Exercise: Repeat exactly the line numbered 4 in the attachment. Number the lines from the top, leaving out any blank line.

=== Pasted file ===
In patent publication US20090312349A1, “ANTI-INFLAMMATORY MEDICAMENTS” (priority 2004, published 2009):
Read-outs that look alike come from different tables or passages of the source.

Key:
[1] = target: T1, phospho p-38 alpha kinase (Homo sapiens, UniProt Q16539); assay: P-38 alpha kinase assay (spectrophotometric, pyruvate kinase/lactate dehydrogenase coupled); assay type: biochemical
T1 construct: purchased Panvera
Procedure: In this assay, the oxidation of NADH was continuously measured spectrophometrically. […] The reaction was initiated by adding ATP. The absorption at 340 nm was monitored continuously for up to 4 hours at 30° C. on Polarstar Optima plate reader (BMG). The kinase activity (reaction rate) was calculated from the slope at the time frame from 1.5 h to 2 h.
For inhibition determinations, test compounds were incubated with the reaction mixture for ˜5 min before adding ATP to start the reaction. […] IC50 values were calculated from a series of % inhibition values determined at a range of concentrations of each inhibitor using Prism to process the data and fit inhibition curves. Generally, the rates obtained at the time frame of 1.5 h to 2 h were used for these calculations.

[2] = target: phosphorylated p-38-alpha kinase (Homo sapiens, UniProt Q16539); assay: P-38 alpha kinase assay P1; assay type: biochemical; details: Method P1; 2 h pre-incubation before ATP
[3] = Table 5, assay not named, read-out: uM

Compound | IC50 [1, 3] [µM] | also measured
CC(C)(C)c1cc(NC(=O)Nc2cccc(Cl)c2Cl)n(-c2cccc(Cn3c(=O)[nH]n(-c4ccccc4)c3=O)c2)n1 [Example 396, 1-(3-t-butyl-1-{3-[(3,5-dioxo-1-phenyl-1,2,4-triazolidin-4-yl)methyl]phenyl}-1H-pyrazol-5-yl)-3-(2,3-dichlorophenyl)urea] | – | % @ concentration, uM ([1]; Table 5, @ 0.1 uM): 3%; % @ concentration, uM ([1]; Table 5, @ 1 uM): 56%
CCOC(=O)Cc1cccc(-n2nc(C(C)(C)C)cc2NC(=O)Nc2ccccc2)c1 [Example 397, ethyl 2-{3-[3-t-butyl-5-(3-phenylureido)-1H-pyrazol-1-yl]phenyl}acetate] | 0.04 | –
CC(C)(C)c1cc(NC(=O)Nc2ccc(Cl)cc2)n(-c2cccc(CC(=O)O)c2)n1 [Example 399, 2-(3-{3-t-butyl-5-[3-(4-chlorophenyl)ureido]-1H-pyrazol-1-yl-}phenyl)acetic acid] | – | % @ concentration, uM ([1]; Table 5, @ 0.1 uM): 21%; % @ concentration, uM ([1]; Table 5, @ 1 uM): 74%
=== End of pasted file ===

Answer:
[1] = target: T1, phospho p-38 alpha kinase (Homo sapiens, UniProt Q16539); assay: P-38 alpha kinase assay (spectrophotometric, pyruvate kinase/lactate dehydrogenase coupled); assay type: biochemical